Helping the Vacillator Leader

Here are a few things I see as important growth steps vacillator leaders need to take.   Having worked with so many vacillators (leaders and laity) I grown to love and like them… even when they are in the rough.

Kay refers to me as the Vacillator Whisperer.

I kind of like that.

The one thing I don’t do is walk on egg shells around them.  I’m loving yet direct.  So in that spirit, here are some of the high points that I recommend all vacillator leaders take:

  • Stop looking for ideal love, churches, jobs, friends, and lovers.  You are never going to find them.
  • Accept reality.  This is as good as it gets
  • Cut yourself and others some slack.  Others will not feel that certain things are as important as you do.  Accept differing values and preferences.
  • Don’t fall in love with an adoring fan.  You will loose your job.  God will be angry and hurt and eventually your relationship with them will lose intensity just as your current one has.
  • Accept your current spouse for who they are.  Stop wishing, longing and hunting for an ideal soul mate.  They don’t exist.  That’s not to say you can’t take your current relationship to new heights… you can.  But you will never get there by looking at your spouse with contempt for not being something you want them to be.
  • Stop flirting and dressing up so much.  The adrenaline hit you get when you flirt is addictive.  Did you ever think of yourself as addicted to love?  More accurately, addicted to falling in love.
  • Your desire for intense love and connection is born out of hurt and disappointment as a child.  Your parents giving you little connection that felt like it lasted.  Grieve that loss and take it to the Cross of Christ instead of looking for some adult to fulfill that childhood wound. It’s a childlike wish, not a realistic expectation within an adult, reality based world.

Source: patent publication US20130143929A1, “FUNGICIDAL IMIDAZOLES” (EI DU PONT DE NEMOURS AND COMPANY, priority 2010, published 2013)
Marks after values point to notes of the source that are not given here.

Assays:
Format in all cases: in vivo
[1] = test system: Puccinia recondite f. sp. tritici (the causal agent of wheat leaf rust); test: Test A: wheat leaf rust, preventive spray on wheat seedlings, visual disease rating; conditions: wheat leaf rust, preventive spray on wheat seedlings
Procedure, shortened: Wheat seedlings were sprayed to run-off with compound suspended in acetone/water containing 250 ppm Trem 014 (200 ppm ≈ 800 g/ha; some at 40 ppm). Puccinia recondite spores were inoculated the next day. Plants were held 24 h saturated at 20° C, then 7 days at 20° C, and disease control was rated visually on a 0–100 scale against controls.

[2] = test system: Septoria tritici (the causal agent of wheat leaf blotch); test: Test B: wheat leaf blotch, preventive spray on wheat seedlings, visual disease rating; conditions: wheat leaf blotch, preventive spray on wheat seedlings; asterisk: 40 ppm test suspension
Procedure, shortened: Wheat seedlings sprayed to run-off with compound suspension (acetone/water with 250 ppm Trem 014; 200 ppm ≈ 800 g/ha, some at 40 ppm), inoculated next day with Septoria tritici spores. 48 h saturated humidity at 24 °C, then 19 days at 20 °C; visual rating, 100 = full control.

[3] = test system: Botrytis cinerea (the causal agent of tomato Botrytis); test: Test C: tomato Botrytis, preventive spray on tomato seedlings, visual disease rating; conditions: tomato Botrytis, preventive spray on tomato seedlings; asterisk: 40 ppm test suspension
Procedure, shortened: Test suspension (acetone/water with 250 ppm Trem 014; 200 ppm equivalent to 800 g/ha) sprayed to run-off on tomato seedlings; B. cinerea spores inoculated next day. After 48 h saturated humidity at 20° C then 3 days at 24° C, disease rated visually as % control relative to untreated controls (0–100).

• When you get angry, stop and focus on the hurt inside… get sad not mad.
  • Accept input from others and don’t reject others just because they don’t agree with your ideal vision for your life or ministry.  View theses people as gifts from God, who are providing balance to your tilt toward ideal outcomes. They are not bad people to be rejected.
  • Face your depression squarely and grieve the pain of reality instead of seeking another idealistic goal to run after.
  • Instead of seeing others as causing you pain and trying to hurt you, view them as broken and yourself as well.  See yourself as ultra sensitive and overly needy with respect to reassurance and positive reinforcement.
  • Go on a good hunt for yourself and others when you feel “all bad” toward them or yourself.
  • Accept the realistic fact that as a leader, many people will simply not like you nor will they wish to send praises your way.  Love them anyway.  If many people don’t love / like Jesus, then many people will not love / like you.

Having said all that, I am not suggesting that you settle for mediocrity in leadership, rather strive for reality based excellence.

Thanks for listening.


Milan and Kay

Next week we will begin to discuss how to help the Controller Leader.